What It Seems by Emily Bleeker

March 17, 2020 | 0 Comments
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What It Seems by Emily BleekerWhat It Seems
Author: Emily Bleeker
Genres: Suspense/Thriller
Format: eBookPages: 283
Published: March 17, 2020
Publisher: Lake Union Publishing
Source: NetGalley



Adopted by her controlling foster mother at the age of eight, twenty-year-old Tara has seen little of the outside world. Lonely, punished for the slightest offense, her only distraction comes from watching the Feely family’s online videos. They’re an affectionate vlogging quintet and an internet sensation. Most important, they are Tara’s mental refuge. Then the opportunity arises for them to be something more. When Tara accepts an internship with the close-knit clan, they’re her escape.

Daring to run away, and defying Mother’s rules, Tara is welcomed into the loving fold. But the more Tara gets to know them, the more she realizes that not everything is as it seems. As secrets slowly surface, the image of the perfect family begins to crack. For Tara, it’s another trap.

To claim a life of her own, she’ll need a new escape plan. Because as the show’s popularity explodes, reaching even more fascinated viewers, Tara can’t shake the feeling that Mother is among their ranks. She’s watching. She’s waiting. She’ll never let her go.

Another Psychological Thiller

I am a big Emily Bleeker fan. I’ve read all her books and really liked them. I have to admit that this is my least favorite of her books, but I still liked it well enough.

The main character is Tara/Angela—a 20 year old who has been raised in a horrendous, abusive, intolerable situation which just broke my heart. Her mother is awful. (Like angry, psycho, sadistically awful.) Part of me kept thinking this would never happen in real life. Except it does. I know people who have lived similar lives.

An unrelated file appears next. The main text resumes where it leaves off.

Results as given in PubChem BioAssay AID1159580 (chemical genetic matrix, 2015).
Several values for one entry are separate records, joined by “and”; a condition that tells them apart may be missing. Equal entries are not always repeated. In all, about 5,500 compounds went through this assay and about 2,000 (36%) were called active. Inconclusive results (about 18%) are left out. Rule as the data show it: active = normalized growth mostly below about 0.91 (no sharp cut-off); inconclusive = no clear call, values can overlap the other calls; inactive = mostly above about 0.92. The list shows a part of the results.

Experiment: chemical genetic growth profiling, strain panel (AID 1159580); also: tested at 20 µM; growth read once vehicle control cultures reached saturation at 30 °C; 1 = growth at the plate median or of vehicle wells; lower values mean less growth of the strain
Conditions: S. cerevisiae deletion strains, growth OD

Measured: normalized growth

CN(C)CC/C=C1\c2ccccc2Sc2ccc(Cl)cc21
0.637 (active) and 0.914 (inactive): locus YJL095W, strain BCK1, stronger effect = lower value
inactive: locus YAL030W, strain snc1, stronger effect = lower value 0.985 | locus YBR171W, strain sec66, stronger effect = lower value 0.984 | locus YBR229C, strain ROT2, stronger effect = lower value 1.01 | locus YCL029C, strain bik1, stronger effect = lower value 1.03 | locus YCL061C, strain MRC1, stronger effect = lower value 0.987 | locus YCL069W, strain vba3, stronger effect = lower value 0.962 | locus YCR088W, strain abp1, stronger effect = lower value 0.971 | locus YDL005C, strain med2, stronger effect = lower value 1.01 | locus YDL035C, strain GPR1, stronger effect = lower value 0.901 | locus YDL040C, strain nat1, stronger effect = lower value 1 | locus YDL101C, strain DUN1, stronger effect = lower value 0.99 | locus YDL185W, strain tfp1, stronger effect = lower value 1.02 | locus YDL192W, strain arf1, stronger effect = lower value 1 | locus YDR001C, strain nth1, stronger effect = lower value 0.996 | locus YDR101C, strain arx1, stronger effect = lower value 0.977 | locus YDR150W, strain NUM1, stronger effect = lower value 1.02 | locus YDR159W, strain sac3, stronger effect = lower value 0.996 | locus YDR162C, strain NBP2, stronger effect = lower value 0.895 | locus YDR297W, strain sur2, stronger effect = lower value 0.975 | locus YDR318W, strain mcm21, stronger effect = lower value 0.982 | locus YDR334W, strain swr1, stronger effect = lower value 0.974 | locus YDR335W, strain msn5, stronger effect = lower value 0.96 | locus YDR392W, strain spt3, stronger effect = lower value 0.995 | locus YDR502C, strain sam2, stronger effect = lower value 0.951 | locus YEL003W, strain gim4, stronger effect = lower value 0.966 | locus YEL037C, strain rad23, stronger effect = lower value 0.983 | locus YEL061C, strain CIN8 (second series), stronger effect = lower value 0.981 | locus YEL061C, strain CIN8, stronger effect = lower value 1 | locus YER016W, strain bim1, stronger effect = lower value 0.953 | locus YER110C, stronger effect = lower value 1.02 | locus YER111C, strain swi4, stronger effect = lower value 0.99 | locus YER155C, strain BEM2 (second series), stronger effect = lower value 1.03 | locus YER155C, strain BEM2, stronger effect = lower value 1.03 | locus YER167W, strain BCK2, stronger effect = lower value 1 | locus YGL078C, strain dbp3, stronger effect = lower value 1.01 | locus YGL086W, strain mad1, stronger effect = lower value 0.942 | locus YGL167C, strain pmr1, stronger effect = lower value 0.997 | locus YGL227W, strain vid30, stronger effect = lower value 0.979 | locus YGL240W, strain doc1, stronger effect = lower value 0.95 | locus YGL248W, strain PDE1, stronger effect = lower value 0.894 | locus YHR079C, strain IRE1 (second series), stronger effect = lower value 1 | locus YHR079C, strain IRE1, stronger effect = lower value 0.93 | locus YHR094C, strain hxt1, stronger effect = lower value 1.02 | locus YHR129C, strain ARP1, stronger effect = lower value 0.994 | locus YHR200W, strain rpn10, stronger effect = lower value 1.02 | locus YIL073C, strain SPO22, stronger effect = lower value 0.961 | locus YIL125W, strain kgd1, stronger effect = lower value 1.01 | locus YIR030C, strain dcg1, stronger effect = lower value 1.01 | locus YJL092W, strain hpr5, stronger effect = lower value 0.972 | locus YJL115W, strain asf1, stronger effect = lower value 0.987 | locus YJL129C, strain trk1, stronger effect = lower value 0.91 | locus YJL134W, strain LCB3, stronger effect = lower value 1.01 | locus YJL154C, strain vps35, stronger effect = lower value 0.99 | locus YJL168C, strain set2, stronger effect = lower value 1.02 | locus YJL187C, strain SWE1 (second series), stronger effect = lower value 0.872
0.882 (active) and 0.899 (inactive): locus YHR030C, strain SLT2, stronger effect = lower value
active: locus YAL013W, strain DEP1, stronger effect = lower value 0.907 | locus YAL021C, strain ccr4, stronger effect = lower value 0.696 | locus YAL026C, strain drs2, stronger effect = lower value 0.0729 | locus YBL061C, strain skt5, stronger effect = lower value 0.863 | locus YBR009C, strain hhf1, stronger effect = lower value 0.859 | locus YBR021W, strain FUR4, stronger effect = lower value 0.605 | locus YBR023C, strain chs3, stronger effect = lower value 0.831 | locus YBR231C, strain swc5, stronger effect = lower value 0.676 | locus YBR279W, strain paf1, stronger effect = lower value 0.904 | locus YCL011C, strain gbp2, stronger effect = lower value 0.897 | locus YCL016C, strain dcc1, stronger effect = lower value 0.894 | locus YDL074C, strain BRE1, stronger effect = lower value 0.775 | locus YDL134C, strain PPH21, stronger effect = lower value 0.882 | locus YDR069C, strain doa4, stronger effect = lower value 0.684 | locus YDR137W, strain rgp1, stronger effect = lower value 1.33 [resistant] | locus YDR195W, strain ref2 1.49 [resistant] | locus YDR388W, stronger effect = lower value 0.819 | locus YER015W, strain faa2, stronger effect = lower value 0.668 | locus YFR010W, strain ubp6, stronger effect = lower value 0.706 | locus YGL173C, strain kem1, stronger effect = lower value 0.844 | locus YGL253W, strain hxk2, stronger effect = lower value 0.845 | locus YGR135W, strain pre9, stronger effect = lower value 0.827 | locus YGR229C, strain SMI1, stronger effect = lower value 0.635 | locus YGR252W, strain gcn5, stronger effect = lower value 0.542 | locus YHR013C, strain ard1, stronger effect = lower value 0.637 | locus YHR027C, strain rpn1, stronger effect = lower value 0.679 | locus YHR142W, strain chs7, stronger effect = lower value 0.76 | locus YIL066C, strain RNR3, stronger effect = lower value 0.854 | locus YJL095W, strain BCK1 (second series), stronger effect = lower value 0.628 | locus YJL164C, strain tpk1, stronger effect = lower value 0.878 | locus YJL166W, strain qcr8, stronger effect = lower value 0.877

As a result of her upbringing, Angela is very socially awkward, has no friends, and doesn’t have the best hygiene habits. She is very smart in many ways (she finds ways to rebel in secret using advanced computer skills) but has very few interpersonal skills (develops a strong emotional attachment to a YouTube family). Again, this seemed a little unbelievable, except that I know people like her.

When Angela escaped her abusive situation and applied for a job with this family, I really cheered for her. She was so brave. I couldn’t figure out at first why the Feelys would hire her since she was so socially inept (and smelled). But then as the story went on, it started to make sense.

What did I think?

As in all of Bleeker’s books, the plot was twisty. Figuring out motivations and who Angela could trust (or shouldn’t trust) was compelling. While Angela made some really dumb decisions, she was also tenacious in her determination to become an independent person. I liked the end well enough, but felt it went a little too fast and wrapped up too neatly.

All in all, I recommend this book with some cautions. It’s not a story for young teens. There is quite a bit of violence at times. If you’re triggered by kidnapping, physical harm, death threats or emotional manipulation, this may not be the story for you. While the issues resolve, it’s not what I’d call redemptive for people who’ve experienced abuse. But it was a good mystery, with unfolding characters and lots of twists—and the title is a red herring, because nothing and no one in this book are what they seem to be at first.

I give it 4 STARS, and recommend it to fans of psychological thrillers, ages 18+. (Also, if this is the first book you’ve read by Emily Bleeker, I recommend you read WRECKAGE or THE WAITING ROOM, which is her at her absolute best.)

About Emily Bleeker

Emily Bleeker

Emily Bleeker is a mom of four, an author, and Chicagoland native. She is learning to balance life as a stay-at-home mom with her life as a writer. Both come with a lot of laughter, tears and a shocking amount of Diet Coke.

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